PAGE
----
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Zimbabwe Halts Diamond Exports Though KP Monitor Says On Track to Comply


Chikane told journalists that although he still had issues with certain aspects of the diamond extraction operations in the Marange field in eastern Manicaland province, progress has been made toward compliance

The Kimberley Process Certification Scheme's monitor for Zimbabwe, Abbey Chikane of South Africa, said on Thursday that the country is on track to meet minimum Kimberly requirements and that he will recommend to the watchdog group that it be allowed to start selling diamonds from the controversial Marange field.

VOA Studio 7 correspondent Irwin Chifera reported from Harare that Chikane told journalists that although he still had issues with aspects of the diamond extraction operations in the Marange field in eastern Manicaland province, progress has been made toward compliance. Despite allegations that diamonds have been illegally exported to the Gulf region, Chikane said those sales were not strictly speaking illegal though he had not signed off on them.

Also Thursday, Mines Minister Obert Mpofu declared a ban on diamond exports until the country secures Kimberly Process approval to sell diamonds from Marange. Mpofu told VOA Studio 7 reporter Sandra Nyaira that he imposed the ban because outsiders were getting the impression some Zimbabwean diamonds are more pure than others.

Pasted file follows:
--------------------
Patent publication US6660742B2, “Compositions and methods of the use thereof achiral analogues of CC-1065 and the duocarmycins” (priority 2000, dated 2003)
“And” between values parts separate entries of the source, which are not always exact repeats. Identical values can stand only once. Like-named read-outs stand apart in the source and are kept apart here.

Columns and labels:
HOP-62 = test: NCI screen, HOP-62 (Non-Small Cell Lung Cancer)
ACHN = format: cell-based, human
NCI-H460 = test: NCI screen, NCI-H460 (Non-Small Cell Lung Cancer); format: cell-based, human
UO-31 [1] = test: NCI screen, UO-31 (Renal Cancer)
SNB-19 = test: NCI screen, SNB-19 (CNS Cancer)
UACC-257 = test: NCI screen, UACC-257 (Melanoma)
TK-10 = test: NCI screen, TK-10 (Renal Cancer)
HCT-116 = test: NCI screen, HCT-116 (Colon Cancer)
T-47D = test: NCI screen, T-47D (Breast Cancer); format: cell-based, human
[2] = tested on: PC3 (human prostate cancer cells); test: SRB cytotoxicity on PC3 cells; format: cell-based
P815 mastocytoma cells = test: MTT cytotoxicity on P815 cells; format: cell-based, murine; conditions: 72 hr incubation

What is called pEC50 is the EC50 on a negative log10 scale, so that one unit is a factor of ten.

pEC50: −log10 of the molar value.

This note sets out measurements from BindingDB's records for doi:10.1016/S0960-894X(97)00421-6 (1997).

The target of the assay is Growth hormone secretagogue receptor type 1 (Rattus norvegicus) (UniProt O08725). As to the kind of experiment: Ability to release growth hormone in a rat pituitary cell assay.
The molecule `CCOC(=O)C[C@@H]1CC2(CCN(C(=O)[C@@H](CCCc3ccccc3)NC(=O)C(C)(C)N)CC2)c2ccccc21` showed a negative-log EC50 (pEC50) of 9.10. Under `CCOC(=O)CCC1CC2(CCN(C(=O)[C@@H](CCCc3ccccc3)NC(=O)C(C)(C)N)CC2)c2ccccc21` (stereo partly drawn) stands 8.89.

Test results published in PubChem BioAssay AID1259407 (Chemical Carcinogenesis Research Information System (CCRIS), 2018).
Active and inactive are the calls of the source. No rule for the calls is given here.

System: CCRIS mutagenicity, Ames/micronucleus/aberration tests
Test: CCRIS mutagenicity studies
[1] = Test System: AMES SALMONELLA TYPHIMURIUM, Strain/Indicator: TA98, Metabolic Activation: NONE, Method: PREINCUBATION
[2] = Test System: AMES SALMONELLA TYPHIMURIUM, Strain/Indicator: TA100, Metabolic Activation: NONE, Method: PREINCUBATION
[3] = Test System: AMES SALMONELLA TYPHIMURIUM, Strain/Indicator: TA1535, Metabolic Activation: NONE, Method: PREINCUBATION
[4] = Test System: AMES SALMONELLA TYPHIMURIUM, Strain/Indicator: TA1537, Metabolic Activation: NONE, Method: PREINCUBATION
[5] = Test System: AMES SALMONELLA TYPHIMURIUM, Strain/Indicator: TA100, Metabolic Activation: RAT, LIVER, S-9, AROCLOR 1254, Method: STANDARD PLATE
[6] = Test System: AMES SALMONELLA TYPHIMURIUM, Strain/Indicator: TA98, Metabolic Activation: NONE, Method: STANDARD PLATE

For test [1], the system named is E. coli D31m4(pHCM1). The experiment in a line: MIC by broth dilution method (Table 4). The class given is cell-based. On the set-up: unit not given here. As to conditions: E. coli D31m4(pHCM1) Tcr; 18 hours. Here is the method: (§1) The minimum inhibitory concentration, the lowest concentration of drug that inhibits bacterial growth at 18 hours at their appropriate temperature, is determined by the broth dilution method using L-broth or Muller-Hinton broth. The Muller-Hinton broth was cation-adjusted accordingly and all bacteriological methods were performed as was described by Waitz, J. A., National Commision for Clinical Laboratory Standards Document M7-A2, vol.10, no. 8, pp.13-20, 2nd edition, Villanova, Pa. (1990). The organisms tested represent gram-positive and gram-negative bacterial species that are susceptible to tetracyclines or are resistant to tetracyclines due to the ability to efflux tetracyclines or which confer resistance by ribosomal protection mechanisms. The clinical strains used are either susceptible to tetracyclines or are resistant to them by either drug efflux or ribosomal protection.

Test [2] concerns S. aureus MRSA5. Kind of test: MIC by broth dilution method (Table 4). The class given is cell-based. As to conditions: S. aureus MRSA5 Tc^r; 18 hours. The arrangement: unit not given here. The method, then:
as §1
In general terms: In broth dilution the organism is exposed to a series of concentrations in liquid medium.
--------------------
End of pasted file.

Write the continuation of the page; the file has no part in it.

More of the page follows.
"We are talking about Zimbabwe diamonds, a sovereign country, but there seems to be a belief among our detractors that in Zimbabwe there are some diamonds which are pure or more acceptable to them than others," Mpofu told VOA. He has been accused of blocking parliamentary scrutiny of Marange operations.

The ban will affect a mine run by Rio Tinto, the Anglo-Australian mining house, and the small, privately-owned River Ranch mine, both of which have Kimberley Process approval to export their rough diamonds.

Human rights groups have charged that political cronies of President Robert Mugabe and the army have mainly profited from illegal mining in Marange. Human Rights Watch and other groups have been lobbying for Zimbabwe to be suspended from the Kimberly Process and say Marange stones are "blood diamonds" of a sort, though Harare has responded that diamonds from the district have not funded armed conflict in the region.


Parliamentary Mines Committee member Moses Mare said his panel was unable to discuss the Marange field in detail with Chikane when they met on Thursday, as legislators have been denied access to the area.

Crisis in Zimbabwe Coalition Regional Coordinator Dewa Mavhinga told VOA that Chikane was too hasty in his statement to the effect that Zimbabwe was achieving compliance with KP standards, particularly when he earlier expressed dissatisfaction that information was withheld from him on a previous fact-finding mission.

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